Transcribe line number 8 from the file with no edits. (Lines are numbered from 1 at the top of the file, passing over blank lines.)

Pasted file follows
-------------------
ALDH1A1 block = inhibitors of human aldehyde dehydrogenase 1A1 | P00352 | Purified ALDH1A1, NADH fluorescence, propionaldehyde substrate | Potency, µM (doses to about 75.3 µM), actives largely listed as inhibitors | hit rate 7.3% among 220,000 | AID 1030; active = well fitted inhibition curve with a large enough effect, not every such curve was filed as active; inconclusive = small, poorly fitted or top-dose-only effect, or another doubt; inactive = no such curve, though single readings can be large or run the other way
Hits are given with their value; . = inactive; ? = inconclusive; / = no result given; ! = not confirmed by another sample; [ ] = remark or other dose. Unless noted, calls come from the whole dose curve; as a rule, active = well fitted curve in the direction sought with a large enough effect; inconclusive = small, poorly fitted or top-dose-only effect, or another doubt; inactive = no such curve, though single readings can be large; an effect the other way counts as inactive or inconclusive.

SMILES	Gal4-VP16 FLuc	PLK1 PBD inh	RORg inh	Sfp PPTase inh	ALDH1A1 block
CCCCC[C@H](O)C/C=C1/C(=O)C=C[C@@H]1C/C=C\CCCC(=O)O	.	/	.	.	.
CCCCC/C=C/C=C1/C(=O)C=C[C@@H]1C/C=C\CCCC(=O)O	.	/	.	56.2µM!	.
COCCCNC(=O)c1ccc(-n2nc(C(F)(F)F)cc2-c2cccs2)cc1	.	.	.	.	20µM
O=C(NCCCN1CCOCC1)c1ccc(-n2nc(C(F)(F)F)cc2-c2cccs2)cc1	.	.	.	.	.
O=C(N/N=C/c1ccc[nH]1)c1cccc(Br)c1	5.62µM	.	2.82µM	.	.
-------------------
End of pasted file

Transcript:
O=C(N/N=C/c1ccc[nH]1)c1cccc(Br)c1	5.62µM	.	2.82µM	.	.